The Ghost of Postpartum Past



These are my grandparents, Frank and Madelin Raven.  They were young and newly married in this photo, with no idea what life had in store for them.  WWI was won, my grandfather safely home, and the hard times of the depression were not yet visible on the horizon.  It was a happy time for them.  They were in love, married just over two years, and finally expecting their first baby.

When the big day finally arrived, it was not at all like they had imagined.  It was a traumatic event; the details of which are enough for a whole other post. Suffice it to say that in a day when most births still occurred at home, my mother was delivered by Cesarean section with complications, and managed to survive.


My mother, Doris, being held by the neighbor who raised her for a year.

I do not have any record of what the first weeks home with her new baby daughter were like for my grandmother; I only know that she was recovering from an unplanned Cesarean with a scar that ran from her navel to her pubic bone, and caring for a newborn that they didn’t think they would be bringing home.  Did her milk come in okay after all the trauma?  Did the baby feed well? Did she have any help? Did they have enough to eat?  Our verbal family history is very, very limited on this whole topic, and I have discovered over the years that much of what my mother was told about her childhood was in fact incorrect.  The only thing I know for sure was that just about a month after my mother was born,  the week before Christmas, my grandmother Madeline was admitted to the NJ State Hospital at Trenton  with a diagnosis that today would be called Postpartum Psychosis.

During this era, the medical director of the NJ State Hospital at Trenton was the infamous Dr. Henry Cotton.  Dr. Cotton ascribed to a theory that mental illness was caused by an infection somewhere in the human body, and if he could find and remove that infection he could cure the mental illness.  So search he did.  After the initial standard removal of all her teeth, they moved on to remove her uterus  (known as a hysterectomy because of its historical use as a cure for female “hysteria” )

Six months later, still admitted to the State Hospital, my grandmother underwent another surgery.  The report from that surgery can be read below.  It’s apparent that there was some type of abdominal infection going on, possibly the result of previous surgeries?  I don’t know for sure, but this surgical report gives us a snapshot of my grandmother’s life seven months after giving birth to my mother.  During those six months my grandfather was trying to hold it together. He was working for Dupont, living in a tiny house in the company town. A neighbor down the street was raising my mother. My grandfather would visit with her when he could, and take her on the 60 mile trip to see my grandmother some weekends. I don’t know how my grandmother responded to her baby during this time. I don’t know if she was capable of engaging with her, or if she even wanted to. I don’t know how they paid for her medical care. I don’t know how long they worked to pay off medical bills. I don’t know how much of a struggle this all really was for my grandfather, but I can certainly imagine.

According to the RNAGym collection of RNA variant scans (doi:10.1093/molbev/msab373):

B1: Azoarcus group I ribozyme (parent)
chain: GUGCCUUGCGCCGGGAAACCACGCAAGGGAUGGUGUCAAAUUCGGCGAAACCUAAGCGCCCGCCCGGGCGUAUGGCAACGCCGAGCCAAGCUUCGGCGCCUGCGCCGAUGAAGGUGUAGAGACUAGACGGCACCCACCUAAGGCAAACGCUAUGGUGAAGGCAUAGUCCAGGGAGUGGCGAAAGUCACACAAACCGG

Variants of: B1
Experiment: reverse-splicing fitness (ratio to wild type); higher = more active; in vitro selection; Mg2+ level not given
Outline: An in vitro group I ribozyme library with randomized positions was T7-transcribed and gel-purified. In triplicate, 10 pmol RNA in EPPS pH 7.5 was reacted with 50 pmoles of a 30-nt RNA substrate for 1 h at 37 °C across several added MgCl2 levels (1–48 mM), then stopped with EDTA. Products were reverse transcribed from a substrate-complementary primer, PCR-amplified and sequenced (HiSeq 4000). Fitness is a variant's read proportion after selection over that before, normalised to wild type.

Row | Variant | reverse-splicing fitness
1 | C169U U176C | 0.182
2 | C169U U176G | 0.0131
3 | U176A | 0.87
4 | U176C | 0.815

Madeline with Doris 1923 enhanced

Madeline holding Doris shortly after her return home.

After just more than a year, my grandmother was released from the hospital.  She returned home to raise her daughter – who was now walking and basically a stranger.   They visited with the neighbor down the street at first, but ended those visits because my mother would cry and reach out for the neighbor whom she saw as her mother.  They changed my mother’s middle name to Minerva, to honor the woman who cared for her, but my mother never saw her again until after her mother’s death well over forty years later.

So is this the end of the story or the beginning?  How did my grandmother build a relationship with my mother? How did she process and integrate her birth and her illness into the woman she was now?  How did she cope with the grief of having her women-hood and future children taken from her?  Was she really better at all, or had she learned how to manage her thoughts and depression? How did this illness and the loss of the ability to have more children impact their marriage?  My grandfater died before I was born, and in fact was hospitalized for depression at the time of his death.  I can’t help but wonder if it was related to all of this., and how my fragile grandmother dealt with young widowhood.  Because I only learned of my grandmother’s story after her death, I feel as if I never really knew her at all.   She was so quiet, so reserved.

Nana I wish I could hold your hand and tell you I understand.  I wish I could have listened to you tell your story.  I’m sorry that you had to live through such cruel and ignorant treatment.  Nana, things are better for women now. Every time I care for a new mom I will think of you; do it like I was doing it for you.  I promise that I will do what I can to keep making birth and the postpartum period a better experience for all women.

If you are struggling with a difficult postpartum experience you are not alone, you are not broken.  Reach out and ask for help!  Your place of birth, your medical provider, your family – heck, call me!   There is help available.


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